Supplementary materials

Figure S1 Standard curve for the DOX quantification.
Notes: Standard curve for the DOX quantification in its free form or in the presence of ATF–HSA (two stoichiometric ratios) using ultraviolet absorption at 490 nm at different concentrations (1 μM, 5 μM, 10 μM, 15 μM, 20 μM, 30 μM in phosphate-buffered saline). The presence of ATF-HSA does not influence the standard curve of DOX, so it is reasonable to use standard curve of DOX to quantitate ATF-HSA:DOX.
Abbreviations: ATF, amino-terminal fragment of urokinase; DOX, doxorubicin; HSA, human serum albumin.

Figure S2 Fluorescence excitation spectra of DOX, ATF–HSA:DOX, and ATF–HSA.
Notes: Fluorescence excitation spectra of DOX (5 μM), ATF–HSA:DOX (5 μM), and ATF–HSA (5 μM) in phosphate-buffered saline. λex was scanned from 400–550 nm by fixing λem at 590 nm. These results demonstrated that the fluorescence of DOX and ATF–HSA:DOX can be excited using the green fluorescent protein filter at 445–490 nm in an in vivo fluorescence imaging experiment.
Abbreviations: ATF, amino-terminal fragment of urokinase; DOX, doxorubicin; HSA, human serum albumin.

Figure S3 Characterizations of ATF–HSA:DOX.
Notes: (A) SDS-PAGE of ATF–HSA:DOX prepared by the DIP method. (B) Ultraviolet-visible absorption spectra of ATF–HSA:DOX (10 μM), DOX (10 μM), and ATF–HSA (10 μM) in PBS. (C) Tryptophan fluorescence spectra of ATF–HSA:DOX (5 μM in PBS) and ATF–HSA (5 μM in PBS) excited at 280 nm showed a blue shift and slight decline of tryptophan upon DOX binding. (D) DOX fluorescence spectra of DOX (5 μM in PBS) and ATF–HSA:DOX (5 μM in PBS) excited at 490 nm showed the quenching of DOX fluorescence upon embedding in HSA.
Abbreviations: ATF, amino-terminal fragment of urokinase; DIP, dilution–incubation–purification; DOX, doxorubicin; HSA, human serum albumin; PBS, phosphate-buffered saline; SDS-PAGE, sodium dodecyl sulphate–polyacrylamide gel electrophoresis.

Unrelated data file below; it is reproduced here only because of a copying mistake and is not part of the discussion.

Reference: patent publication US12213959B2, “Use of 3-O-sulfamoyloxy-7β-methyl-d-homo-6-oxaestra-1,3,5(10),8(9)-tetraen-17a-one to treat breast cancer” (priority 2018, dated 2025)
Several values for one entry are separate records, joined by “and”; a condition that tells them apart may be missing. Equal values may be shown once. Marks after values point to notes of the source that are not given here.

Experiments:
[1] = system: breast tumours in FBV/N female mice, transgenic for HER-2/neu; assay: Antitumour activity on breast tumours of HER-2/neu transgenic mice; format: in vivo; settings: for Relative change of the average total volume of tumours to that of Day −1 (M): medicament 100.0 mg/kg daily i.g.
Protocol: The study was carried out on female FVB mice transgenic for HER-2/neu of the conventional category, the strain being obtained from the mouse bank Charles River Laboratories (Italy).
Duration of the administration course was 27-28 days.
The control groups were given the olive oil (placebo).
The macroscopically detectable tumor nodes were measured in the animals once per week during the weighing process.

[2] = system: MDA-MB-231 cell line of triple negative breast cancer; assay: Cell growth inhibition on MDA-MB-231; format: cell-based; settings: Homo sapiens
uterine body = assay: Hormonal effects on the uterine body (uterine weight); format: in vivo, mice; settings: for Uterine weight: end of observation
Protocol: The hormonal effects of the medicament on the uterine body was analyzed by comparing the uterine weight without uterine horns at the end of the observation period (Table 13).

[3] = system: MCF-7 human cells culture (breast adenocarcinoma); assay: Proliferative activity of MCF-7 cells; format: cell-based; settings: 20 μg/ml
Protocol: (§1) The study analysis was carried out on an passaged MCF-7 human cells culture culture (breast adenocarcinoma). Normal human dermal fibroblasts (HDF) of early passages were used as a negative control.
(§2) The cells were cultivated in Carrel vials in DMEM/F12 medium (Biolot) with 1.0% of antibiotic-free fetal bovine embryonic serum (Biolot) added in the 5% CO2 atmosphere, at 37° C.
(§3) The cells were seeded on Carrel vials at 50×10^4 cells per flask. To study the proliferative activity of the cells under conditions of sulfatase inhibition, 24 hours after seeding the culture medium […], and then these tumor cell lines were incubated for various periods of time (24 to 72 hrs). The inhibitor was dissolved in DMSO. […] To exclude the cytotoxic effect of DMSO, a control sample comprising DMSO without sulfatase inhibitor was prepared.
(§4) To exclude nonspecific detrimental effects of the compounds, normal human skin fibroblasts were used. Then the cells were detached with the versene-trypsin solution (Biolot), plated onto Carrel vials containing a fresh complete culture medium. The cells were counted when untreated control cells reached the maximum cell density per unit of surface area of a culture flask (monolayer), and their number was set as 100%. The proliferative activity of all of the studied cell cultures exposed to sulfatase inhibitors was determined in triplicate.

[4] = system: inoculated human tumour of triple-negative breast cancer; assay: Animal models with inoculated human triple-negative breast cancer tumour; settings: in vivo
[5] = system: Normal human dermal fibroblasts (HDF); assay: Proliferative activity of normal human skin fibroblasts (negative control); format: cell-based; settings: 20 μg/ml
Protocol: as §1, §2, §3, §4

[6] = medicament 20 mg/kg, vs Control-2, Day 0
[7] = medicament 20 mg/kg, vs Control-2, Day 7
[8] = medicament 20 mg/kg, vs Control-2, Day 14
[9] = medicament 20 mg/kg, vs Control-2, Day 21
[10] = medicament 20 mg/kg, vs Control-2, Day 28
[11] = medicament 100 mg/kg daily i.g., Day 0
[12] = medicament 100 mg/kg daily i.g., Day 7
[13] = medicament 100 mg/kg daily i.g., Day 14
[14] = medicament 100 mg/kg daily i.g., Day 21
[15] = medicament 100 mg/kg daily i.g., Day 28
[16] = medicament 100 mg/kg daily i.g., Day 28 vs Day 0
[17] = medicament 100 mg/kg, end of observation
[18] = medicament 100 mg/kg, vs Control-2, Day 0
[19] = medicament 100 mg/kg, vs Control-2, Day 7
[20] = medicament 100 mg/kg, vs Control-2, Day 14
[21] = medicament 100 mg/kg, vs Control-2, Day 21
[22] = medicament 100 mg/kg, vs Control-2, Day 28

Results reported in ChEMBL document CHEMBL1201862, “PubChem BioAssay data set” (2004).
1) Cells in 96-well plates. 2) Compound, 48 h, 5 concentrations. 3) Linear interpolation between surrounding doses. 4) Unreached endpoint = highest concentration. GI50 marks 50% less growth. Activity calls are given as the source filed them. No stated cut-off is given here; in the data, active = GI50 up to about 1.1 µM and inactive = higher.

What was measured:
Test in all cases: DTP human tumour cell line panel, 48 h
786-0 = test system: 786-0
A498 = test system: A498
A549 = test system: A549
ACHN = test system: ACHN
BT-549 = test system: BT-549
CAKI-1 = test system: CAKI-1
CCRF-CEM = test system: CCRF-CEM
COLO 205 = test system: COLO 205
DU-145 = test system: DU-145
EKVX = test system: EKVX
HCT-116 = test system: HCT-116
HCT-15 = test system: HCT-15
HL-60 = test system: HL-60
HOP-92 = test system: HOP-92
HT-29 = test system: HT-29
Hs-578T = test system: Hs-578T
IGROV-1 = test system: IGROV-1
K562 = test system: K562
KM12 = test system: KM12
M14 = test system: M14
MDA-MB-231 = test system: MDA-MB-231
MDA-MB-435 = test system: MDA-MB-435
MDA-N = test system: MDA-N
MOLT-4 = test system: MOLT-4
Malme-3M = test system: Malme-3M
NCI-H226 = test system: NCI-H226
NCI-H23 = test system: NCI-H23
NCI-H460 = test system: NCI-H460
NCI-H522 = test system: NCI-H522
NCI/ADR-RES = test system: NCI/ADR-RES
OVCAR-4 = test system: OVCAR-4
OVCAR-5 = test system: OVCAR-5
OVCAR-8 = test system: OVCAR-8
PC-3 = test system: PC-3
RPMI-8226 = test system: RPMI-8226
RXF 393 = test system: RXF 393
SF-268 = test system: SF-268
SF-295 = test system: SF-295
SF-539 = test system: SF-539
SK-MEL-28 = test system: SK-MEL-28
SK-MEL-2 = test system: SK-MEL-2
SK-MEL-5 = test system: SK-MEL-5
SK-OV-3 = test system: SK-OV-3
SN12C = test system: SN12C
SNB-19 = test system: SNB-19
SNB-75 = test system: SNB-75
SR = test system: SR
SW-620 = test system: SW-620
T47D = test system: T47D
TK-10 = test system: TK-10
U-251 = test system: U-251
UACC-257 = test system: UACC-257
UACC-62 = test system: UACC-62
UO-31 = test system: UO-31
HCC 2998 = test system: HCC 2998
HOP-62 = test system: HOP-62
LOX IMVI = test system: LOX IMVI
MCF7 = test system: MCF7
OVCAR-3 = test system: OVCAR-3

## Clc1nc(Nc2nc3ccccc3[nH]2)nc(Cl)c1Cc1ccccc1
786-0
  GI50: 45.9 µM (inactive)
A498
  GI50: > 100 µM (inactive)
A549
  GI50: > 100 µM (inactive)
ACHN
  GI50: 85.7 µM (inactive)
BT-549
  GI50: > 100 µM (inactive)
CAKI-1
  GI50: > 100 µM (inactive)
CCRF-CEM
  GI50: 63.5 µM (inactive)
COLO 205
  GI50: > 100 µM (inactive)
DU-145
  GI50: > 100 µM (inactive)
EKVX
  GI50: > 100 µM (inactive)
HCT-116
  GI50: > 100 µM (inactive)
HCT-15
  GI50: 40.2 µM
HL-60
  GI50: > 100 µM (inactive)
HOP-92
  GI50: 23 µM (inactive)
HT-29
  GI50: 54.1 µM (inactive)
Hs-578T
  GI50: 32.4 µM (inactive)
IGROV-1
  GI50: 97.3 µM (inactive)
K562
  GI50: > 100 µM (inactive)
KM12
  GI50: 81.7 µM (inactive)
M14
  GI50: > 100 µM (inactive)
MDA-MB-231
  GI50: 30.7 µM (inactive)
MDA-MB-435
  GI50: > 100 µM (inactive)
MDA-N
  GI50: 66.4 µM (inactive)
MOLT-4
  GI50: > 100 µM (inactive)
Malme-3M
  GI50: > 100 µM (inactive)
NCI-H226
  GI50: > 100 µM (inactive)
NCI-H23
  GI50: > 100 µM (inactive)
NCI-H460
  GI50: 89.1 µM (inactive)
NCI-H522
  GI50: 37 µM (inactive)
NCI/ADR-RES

Figure S4 Fluorescence of DOX at different concentrations.
Notes: Fluorescence of DOX with λex=490 nm and λem=590 nm at different concentrations in aqueous solution showed a nonlinear relationship above 20 μM. The most likely reason for such a nonlinear relationship is the formation of DOX aggregate at high concentrations.
Abbreviation: DOX, doxorubicin.

Figure S5 Fluorescence spectrum measurements of ATF–HSA:DOX under three different conditions.
Notes: ATF–HSA:DOX was kept at a constant concentration 5 μM, λex=490 nm under each condition. The low pH (4.5) condition increased the DOX fluorescence (dashed line) compared to the neutral pH fluorescence (solid line), showing the partial release of DOX from the ATF–HSA:DOX complex at a low pH. The complete release of DOX requires the denaturing of ATF–HSA:DOX complex by 1% SDS (dotted line).
Abbreviations: ATF, amino-terminal fragment of urokinase; DOX, doxorubicin; HSA, human serum albumin; SDS, sodium dodecyl sulphate.

Figure S6 Fluorescence emission spectra of ATF–HSA:DOX incubated with culture media or phosphate-buffered saline.
Note: Fluorescence emission spectra (λex=490) of ATF–HSA:DOX (5 μM) incubated with a culture medium including 10% fetal calf serum or phosphate-buffered saline for 24 hours.
Abbreviations: ATF, amino-terminal fragment of urokinase; DOX, doxorubicin; FCS, fetal calf serum; HSA, human serum albumin.

Creative Commons License This work is published and licensed by Dove Medical Press Limited. The full terms of this license are available at https://www.dovepress.com/terms.php and incorporate the Creative Commons Attribution - Non Commercial (unported, v3.0) License. By accessing the work you hereby accept the Terms. Non-commercial uses of the work are permitted without any further permission from Dove Medical Press Limited, provided the work is properly attributed. For permission for commercial use of this work, please see paragraphs 4.2 and 5 of our Terms.

Download Article [PDF]